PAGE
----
Legendary Elana Meyer runs a different race

2014-06-08 15:00

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Reflecting on the past 20 years, Elana Meyer says she is privileged to have been “there where the transition started”.

It is fitting that Meyer (47) still forms an integral part of the sport nine years after she retired from competitive running, and she has more than her two boys – Christopher (6) and Ené (4) – to look after.

“My two boys keep me busy these days, but I have now added the Cape Town Marathon as my newest baby,” said the legendary distance runner who earned her iconic status during the 1992 Olympics in Barcelona.

Meyer won a silver medal to become the first South African to win an individual medal in the country’s return to the Olympics stage.

“Barcelona was a massive and an emotional moment for me. I missed the 1984 and 1988 Olympics when I had actually qualified. But thanks to Nelson Mandela, we all had the opportunity to compete internationally.”

Meyer has teamed up with rugby legend Francois Pienaar to be a patron of the Cape Town Marathon. The 42km race will run in September.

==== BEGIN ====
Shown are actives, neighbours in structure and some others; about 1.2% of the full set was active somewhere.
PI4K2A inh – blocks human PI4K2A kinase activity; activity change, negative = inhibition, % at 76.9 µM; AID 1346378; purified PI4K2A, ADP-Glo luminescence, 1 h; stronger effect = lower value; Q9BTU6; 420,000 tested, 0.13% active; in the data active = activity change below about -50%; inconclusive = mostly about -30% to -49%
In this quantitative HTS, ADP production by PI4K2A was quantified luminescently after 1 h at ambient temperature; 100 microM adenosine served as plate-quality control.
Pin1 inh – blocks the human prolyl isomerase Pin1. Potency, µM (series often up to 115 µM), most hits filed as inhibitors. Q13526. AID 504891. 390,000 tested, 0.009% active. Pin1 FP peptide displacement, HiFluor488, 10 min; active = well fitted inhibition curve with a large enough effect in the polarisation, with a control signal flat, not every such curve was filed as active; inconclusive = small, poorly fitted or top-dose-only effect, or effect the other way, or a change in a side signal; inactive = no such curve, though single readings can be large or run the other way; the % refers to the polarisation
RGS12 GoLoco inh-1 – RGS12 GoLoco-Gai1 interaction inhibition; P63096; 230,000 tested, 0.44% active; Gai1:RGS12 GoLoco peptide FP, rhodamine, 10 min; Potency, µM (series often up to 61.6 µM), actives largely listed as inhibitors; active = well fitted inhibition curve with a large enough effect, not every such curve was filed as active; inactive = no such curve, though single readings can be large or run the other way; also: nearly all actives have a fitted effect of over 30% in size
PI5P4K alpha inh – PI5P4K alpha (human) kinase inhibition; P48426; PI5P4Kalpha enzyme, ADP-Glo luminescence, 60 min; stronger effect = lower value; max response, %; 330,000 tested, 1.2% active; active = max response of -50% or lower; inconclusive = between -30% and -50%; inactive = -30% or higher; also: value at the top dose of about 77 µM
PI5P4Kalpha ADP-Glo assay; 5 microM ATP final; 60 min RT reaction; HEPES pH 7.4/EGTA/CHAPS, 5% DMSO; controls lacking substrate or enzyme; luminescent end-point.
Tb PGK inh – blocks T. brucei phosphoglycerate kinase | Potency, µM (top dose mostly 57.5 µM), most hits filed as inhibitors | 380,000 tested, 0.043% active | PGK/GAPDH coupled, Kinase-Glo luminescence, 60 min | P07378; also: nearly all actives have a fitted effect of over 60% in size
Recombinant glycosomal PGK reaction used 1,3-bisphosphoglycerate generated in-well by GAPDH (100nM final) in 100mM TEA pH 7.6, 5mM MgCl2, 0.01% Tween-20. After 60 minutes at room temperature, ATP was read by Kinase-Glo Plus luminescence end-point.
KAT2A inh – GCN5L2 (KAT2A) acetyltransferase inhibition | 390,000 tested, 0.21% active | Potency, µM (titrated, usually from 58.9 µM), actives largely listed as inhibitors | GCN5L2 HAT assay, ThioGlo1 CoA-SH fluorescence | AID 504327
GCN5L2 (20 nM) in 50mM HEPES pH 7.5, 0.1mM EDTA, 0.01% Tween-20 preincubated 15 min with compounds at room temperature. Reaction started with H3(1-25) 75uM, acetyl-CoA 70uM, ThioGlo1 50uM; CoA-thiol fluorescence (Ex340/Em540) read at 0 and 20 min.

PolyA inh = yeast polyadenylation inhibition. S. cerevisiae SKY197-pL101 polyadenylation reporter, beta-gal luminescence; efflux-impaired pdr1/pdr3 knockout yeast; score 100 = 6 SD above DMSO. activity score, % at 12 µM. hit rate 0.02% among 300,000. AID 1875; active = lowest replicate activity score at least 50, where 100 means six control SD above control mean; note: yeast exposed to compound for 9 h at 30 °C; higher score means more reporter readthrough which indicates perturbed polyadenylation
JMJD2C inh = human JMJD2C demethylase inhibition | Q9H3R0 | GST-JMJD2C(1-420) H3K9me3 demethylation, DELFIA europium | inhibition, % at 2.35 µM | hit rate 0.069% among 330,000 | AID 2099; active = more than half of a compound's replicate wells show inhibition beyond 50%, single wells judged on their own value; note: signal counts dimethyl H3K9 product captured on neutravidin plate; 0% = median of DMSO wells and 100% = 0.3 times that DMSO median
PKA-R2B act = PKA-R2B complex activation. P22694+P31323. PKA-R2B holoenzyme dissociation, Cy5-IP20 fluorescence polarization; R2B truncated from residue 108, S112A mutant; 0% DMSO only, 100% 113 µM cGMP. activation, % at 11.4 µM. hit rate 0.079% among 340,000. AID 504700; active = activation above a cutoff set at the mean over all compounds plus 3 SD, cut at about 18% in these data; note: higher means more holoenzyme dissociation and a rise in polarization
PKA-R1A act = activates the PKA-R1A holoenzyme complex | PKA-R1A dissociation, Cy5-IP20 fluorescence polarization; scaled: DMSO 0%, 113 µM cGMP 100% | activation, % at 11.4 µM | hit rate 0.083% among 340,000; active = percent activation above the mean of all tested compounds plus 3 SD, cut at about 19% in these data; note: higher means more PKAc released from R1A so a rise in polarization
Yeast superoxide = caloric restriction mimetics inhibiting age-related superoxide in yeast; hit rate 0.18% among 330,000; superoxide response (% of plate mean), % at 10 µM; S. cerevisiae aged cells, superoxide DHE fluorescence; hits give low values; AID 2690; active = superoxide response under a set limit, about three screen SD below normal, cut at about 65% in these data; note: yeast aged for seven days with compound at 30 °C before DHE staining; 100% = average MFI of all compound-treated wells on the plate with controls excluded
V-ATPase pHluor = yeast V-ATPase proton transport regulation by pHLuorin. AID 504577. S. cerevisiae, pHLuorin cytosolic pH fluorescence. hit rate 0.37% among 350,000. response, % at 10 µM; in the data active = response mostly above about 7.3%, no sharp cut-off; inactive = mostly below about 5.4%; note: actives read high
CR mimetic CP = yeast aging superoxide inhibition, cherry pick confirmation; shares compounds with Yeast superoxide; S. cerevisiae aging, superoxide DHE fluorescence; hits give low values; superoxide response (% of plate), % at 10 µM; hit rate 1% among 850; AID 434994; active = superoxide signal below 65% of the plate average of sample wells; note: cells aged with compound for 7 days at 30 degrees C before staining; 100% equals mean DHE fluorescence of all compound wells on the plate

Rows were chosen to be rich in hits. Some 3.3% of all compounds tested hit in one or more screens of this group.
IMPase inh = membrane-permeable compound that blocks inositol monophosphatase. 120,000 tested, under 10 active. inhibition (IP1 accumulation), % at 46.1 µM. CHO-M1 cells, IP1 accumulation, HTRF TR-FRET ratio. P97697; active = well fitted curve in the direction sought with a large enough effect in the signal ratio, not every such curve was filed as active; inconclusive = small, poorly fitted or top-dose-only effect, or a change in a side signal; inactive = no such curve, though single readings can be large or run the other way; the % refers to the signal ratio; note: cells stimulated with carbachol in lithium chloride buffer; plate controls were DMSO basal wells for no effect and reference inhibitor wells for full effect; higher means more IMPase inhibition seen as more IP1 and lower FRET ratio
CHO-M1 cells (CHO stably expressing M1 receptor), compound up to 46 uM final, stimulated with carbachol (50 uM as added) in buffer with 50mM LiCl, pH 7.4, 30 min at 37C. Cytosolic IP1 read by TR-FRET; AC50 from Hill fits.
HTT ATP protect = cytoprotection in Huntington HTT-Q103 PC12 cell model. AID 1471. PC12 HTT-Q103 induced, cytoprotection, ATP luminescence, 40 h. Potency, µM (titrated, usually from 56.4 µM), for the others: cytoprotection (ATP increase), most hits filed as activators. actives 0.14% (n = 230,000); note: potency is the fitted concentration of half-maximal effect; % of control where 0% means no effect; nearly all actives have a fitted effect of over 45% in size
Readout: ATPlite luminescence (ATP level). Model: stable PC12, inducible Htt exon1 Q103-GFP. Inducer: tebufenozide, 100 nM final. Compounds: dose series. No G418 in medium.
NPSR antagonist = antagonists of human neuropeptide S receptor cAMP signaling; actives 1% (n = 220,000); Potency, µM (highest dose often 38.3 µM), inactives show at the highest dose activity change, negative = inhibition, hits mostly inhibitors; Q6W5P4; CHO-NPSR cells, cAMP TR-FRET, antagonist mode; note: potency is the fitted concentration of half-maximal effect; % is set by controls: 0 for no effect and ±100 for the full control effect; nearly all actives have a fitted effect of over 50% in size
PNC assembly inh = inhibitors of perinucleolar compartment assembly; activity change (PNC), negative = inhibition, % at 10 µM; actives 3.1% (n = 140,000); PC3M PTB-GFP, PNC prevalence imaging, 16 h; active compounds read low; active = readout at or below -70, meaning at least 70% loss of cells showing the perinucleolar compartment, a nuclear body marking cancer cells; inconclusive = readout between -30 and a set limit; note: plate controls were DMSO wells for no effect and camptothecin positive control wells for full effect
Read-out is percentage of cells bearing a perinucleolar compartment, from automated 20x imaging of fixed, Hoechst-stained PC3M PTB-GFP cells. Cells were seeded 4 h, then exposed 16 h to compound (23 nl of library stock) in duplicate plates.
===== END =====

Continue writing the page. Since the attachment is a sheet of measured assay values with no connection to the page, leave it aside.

“Since the Soweto Marathon tumbled last year, South Africa doesn’t have a city marathon, a race that will bring together people from all walks of life. The vision is to turn the Cape Town Marathon into a world major race event like the New York and London marathons.”

Meyer bemoaned the steady decline of interest in athletics in the country. She founded a distance running academy – Endurocad – last year as a way to do her bit to revive the sport.

“There are virtually no functional structures for athletics development in the country. We are trying to remedy that with Endurocad in inspiring South Africa to run.”

Meyer said the long-term goal of the academy – which lists Zola Budd Pieterse as one its ambassadors – is to become a leading running academy in Africa and to inspire a new generation of athletes to be international champions. Meyer and Budd enjoyed a fierce rivalry in competition during the 1980s.

Meyer said: “South Africa needs head-to-head competition where it is not easy to predict the race. Zola and I ­enjoyed a healthy rivalry. When I started, we were the same age and she was world class at the age of 14 or 15 and she won over me in the early years. But I closed the gap over the years and beat her. Our secret to success was founded through working as a group when we trained and then ran for the country. I have so much respect for her.”

Budd (48) finished seventh – the second South African woman home – in her second Comrades on Sunday.

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